Book review: When All Light Fails

When All Light Fails

When All Light Fails,
(Ryan DeMarco Mystery #5)
by Randall Silvis
Poisoned Pen Press
400 pages


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The very last pages of No Woods So Dark as These (Ryan DeMarco Mystery #4) were quite shocking with what happened then to Ryan.
SPOILER ALERT: If you haven’t yet read volume 4 and are planning to, maybe it’s not the best time to read my review of When All Light Fails. Because of the topic, there’s no way I can go around it.

So in the last scene of volume 4, it really looks like Ryan is killed. This is recapitulated in the Prologue of this 5th and very last volume, When All Light Fails.
It was very close, so close that he actually had a Near-Death Experience.

Silvis deals with this topic throughout the book, as the experience totally changes Ryan’s outlook on life and people.
As Ryan and Jayme try to heal after their last horrendous ordeal, Judge Morrison gives them an assignment. They accept it, as it seems safe enough: it’s just about identifying the biological father of Emma, 9. But “Appearances can be deceiving”, and dangerous, as our team will soon figure out!

Thanks to the NDE angle, the book is full of powerful passages related to forgiveness and wisdom. But obviously, this is still a thriller, and there are plenty of suspenseful scenes and very tough moments for several major characters. No, I will not give you more spoilers!

Perhaps the deepest reason why we are afraid of death is because we do not know who we are.
Part I title

When I reviewed No Woods So Dark as These, I highlighted that “Randall Silvis is great at mixing crime and metaphysics”. He definitely goes a step further here with all the content related to NDE. So he manages the feat of going very deep with this perspective, and very far and fast with the main points of the plot. This is not a usual combination in thrillers.

When two people commit to loving each other and to living together in a loving relationship, they are committing not only to sharing their daily rewards and joys but also to working toward ensuring the other’s joys and rewards; to not only sharing their daily sorrows and pains and travails but to working to ameliorate the other’s; and to not only sharing their dreams and their necessary struggles but to struggling hand in hand to help the other’s dreams come true. It was a commitment to doubling one’s own problems in exchange for increasing one’s happiness.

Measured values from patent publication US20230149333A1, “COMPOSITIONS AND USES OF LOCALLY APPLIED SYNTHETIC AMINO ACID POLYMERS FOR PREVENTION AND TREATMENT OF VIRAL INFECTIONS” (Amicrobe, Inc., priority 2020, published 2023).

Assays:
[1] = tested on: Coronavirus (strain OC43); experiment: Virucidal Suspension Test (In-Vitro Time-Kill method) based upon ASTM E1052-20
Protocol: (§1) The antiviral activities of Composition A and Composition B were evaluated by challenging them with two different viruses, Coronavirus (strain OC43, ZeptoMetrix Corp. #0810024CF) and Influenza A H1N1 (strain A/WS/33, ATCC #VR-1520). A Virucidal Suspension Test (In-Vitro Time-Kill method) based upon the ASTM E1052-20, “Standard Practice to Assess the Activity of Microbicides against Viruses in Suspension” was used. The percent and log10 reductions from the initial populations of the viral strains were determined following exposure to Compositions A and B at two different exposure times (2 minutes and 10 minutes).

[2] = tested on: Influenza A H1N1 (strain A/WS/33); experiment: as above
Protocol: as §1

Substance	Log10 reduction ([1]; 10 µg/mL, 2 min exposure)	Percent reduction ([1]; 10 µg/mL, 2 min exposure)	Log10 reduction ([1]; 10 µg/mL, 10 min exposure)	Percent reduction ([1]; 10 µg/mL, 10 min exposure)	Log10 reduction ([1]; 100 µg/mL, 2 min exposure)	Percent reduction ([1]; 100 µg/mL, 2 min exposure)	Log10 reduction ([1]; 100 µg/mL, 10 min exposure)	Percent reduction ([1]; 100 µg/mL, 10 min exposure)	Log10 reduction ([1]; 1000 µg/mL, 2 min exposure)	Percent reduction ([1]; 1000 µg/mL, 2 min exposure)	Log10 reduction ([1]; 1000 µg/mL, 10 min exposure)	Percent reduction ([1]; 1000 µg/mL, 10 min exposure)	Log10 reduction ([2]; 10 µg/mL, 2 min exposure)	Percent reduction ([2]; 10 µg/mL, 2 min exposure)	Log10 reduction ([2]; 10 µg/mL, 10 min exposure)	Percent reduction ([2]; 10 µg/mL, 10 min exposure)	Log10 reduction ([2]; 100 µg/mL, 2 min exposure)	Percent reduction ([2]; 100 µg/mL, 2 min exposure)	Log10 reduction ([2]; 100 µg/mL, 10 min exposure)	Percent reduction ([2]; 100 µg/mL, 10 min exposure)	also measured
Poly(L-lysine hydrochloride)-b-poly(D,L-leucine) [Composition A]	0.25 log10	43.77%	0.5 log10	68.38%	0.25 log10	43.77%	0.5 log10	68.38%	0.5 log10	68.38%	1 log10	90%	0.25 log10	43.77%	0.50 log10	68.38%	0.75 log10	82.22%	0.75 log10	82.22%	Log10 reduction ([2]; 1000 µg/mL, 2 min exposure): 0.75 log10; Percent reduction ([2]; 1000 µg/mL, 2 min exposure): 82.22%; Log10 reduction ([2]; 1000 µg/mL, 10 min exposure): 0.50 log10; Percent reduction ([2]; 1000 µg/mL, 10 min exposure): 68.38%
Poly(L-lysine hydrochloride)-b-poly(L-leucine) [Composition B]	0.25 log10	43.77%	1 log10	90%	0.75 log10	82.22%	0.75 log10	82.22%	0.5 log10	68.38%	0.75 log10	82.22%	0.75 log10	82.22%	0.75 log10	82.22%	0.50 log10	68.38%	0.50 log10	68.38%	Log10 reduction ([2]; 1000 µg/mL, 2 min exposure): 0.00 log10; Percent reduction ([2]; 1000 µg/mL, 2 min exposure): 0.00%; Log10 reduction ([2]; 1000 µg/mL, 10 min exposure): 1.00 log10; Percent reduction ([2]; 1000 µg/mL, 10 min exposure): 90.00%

Chapter 36

He was a miracle, there were no two ways about it. It was all a miracle and he was a part of it. A mystery. An unsolvable, frustrating, aggravating, maddening, exhilarating and eternal mystery.
Chapter 100

And as usual, you will find great images, like this one:

There was the pain that bit like a rattlesnake into her leg and sent its hot poison cursing up into her skull
Chapter 1

I also enjoyed the pace of the novel, with very short chapters.

It’s a bit sad to know I will no longer read about Ryan and Jayme’s investigations, but it’s also nice to let them go and experience a new and different life.

Each chapter begins with a short sentence in lieu of title. I think this is something new for this series, and in most cases, it didn’t really work for me. I found it unnecessary, and even confusing at times.
The book comes with a Reading Group Guide.

In case you wonder, the title comes from a line in Faulkner’s Light in August. The beginning of its synopsis is actually a good description of Silvis’s book: “Light in August, a novel that contrasts stark tragedy with hopeful perseverance in the face of mortality, which features some of Faulkner’s most memorable characters: guileless, dauntless Lena Grove, in search of the father….”

VERDICT: Powerful concluding volume of this series. Leave it to Randall Silvis to tackle a deep topic while building a suspenseful and very satisfying plot.

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Or any other great novel with the theme of NDE?

In full compliance with FTC Guidelines, I received this ebook free of charge through Netgalley, for review. I was in no way compensated for this post as a reviewer, and the thoughts are my own.





3 thoughts on “Book review: When All Light Fails

  1. Pingback: 2021: July wrap-up | Words And Peace

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